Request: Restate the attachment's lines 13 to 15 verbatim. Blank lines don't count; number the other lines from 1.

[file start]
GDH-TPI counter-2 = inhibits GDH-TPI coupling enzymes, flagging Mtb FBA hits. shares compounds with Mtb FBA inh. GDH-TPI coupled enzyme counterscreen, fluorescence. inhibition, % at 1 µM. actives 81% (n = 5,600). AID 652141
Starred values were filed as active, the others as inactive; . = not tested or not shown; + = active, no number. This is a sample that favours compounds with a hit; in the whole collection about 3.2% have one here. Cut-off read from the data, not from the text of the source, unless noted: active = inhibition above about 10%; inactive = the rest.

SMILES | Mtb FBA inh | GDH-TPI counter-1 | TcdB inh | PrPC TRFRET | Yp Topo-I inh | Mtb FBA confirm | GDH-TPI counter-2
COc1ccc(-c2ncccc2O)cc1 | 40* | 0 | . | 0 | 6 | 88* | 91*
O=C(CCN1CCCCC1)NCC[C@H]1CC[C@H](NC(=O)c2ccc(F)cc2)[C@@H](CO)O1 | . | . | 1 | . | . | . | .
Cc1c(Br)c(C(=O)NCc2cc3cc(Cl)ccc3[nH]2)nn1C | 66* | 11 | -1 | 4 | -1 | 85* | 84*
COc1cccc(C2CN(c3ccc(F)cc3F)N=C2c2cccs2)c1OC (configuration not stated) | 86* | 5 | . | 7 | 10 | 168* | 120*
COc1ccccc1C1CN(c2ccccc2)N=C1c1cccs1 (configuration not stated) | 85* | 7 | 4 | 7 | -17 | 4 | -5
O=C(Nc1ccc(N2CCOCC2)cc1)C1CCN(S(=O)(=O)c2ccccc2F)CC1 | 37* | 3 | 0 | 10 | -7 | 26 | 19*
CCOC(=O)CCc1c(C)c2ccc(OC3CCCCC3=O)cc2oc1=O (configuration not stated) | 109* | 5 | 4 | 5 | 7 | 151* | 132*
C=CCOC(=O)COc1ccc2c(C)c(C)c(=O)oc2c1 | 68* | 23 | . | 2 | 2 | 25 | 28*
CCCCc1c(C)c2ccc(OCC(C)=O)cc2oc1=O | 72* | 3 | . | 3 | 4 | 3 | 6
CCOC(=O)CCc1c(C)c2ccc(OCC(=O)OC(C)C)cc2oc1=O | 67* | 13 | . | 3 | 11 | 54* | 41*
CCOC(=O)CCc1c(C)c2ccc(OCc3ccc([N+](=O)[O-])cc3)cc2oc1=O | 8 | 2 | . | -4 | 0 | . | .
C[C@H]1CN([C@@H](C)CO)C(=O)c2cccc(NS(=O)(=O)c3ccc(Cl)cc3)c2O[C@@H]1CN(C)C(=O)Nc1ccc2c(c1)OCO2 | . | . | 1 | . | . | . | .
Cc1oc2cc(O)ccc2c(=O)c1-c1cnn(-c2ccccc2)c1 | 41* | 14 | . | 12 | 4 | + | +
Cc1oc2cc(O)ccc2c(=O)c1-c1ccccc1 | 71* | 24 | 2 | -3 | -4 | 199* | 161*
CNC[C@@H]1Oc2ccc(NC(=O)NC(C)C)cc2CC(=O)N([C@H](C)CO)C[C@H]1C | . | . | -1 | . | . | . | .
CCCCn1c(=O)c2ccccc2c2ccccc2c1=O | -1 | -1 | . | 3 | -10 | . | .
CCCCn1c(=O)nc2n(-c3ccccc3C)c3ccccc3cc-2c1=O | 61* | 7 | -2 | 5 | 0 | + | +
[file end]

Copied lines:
CCOC(=O)CCc1c(C)c2ccc(OCC(=O)OC(C)C)cc2oc1=O | 67* | 13 | . | 3 | 11 | 54* | 41*
CCOC(=O)CCc1c(C)c2ccc(OCc3ccc([N+](=O)[O-])cc3)cc2oc1=O | 8 | 2 | . | -4 | 0 | . | .
C[C@H]1CN([C@@H](C)CO)C(=O)c2cccc(NS(=O)(=O)c3ccc(Cl)cc3)c2O[C@@H]1CN(C)C(=O)Nc1ccc2c(c1)OCO2 | . | . | 1 | . | . | . | .